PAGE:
Grant asks a number of thought-provoking questions about creating a uniform semantic web for legal documents, which I think need to be addressed by the legal technology community, and the broader legal community:
What standards would be required? What services would be required?...Should the legal entities that are sources of law assume responsibility for publishing legal documents or should this be left to third party providers?Edward Bryant takes a different approach in his post about using data in law, focusing on the value of using data to make policy decisions, which are then implemented in laws or regulations. He discusses recommendations by the Ohio tax board to streamline processing of challenges to the state authority's valuations of residential property. The tax board apparently recommends streamlining challenges on residential property, but not commercial property, on the assumption that the residential claims will be less complex. Bryant points out that the board's recommendation would be more credible if it used a little bit of data to correlate case complexity with the type or amount of claim.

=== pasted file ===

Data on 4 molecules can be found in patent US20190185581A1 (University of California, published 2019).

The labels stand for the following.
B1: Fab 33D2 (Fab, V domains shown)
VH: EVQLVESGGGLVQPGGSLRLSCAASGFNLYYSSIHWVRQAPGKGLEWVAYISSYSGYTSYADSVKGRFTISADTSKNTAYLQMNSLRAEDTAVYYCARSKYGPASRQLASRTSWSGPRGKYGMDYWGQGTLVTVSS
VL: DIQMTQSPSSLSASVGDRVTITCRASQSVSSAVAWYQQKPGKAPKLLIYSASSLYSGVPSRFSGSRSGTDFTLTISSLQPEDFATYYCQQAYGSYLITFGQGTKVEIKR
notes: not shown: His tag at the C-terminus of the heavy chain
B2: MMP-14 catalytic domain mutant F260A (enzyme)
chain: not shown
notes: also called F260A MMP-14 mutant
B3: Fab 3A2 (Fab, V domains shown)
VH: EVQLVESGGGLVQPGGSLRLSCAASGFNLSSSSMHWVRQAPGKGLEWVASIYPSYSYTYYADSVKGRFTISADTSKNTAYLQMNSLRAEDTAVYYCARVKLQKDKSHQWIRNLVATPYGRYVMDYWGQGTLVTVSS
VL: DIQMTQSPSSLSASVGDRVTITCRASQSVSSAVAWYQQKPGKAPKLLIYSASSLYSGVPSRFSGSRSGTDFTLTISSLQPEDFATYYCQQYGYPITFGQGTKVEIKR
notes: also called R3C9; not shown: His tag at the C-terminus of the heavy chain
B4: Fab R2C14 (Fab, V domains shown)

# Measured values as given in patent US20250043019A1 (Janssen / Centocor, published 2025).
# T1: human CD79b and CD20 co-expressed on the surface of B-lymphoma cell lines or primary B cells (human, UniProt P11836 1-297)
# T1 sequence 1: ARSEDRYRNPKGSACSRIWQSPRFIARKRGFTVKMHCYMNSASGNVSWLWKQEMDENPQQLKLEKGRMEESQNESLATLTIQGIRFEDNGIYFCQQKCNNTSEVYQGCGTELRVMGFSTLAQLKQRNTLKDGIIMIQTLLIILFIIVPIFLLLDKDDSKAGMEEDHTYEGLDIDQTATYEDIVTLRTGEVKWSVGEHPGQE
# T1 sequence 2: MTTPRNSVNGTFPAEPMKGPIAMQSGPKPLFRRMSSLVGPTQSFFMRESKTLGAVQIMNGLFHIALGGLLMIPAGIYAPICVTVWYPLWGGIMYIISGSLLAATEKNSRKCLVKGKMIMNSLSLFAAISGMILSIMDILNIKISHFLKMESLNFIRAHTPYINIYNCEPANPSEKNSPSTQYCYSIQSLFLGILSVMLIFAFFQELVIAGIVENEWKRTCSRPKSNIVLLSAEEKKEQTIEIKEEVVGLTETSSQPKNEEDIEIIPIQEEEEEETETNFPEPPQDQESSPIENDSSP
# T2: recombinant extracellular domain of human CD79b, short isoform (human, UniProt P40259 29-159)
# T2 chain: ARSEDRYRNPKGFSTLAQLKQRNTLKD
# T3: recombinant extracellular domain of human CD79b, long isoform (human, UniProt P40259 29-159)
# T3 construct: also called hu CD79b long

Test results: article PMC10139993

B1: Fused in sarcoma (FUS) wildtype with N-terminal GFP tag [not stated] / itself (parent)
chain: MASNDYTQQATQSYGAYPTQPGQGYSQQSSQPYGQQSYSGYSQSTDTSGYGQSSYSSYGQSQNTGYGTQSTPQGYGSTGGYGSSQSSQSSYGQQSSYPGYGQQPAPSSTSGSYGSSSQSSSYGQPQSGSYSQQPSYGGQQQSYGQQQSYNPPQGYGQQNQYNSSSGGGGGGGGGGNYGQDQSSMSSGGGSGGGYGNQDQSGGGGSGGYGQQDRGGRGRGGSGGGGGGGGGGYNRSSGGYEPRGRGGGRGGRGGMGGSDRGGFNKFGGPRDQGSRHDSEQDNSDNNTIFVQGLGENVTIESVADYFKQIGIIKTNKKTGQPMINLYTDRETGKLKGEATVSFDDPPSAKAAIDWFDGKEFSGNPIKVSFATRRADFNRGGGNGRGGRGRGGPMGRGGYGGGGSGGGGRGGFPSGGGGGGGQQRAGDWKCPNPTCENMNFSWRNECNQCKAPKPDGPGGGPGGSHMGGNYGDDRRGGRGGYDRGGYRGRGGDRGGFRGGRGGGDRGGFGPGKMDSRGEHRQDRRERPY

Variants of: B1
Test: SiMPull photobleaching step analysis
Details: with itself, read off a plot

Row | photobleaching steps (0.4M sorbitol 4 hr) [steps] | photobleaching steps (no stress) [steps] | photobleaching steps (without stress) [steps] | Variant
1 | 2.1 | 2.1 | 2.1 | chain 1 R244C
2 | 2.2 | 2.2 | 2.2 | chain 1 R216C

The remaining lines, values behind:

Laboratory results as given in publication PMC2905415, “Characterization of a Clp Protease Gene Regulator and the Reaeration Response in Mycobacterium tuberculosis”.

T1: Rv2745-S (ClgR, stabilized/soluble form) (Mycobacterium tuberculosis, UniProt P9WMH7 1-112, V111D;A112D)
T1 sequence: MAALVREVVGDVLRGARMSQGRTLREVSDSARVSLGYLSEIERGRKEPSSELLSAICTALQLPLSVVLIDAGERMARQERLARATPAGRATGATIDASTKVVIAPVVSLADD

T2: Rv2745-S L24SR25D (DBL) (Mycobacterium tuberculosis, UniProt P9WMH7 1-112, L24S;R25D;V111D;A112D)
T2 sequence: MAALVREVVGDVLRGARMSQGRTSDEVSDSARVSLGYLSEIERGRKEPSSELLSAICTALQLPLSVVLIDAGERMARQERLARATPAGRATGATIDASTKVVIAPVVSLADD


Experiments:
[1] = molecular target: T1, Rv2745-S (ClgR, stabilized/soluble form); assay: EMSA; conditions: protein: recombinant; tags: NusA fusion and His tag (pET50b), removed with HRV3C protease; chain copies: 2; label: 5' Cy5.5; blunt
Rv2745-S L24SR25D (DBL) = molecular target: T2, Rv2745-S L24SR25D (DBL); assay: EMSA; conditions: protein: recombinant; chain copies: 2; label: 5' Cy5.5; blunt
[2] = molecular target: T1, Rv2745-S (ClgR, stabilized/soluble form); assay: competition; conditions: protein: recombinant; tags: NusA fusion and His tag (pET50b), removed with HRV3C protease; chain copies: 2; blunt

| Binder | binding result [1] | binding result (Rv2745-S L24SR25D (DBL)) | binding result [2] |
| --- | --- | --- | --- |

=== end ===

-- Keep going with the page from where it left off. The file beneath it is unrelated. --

I would expand Bryant's point to suggest that many of our leading decision-makers are not equipped to make data-driven decisions. Often, policy decisions like this are made with little or no relevant data-- or even in the face of contrary data. Requiring some data-intensive technical training for lawyers would be a good start. How about one semester of Evidence that focused, not on the FRE, but on how to gather and evaluate objective evidence in support of policy or legal decisions? I suspect that if lawyers, in general, were more data-literate, we'd have an easier time answering the questions that Grant poses above, on the way to create a uniform semantic web for law.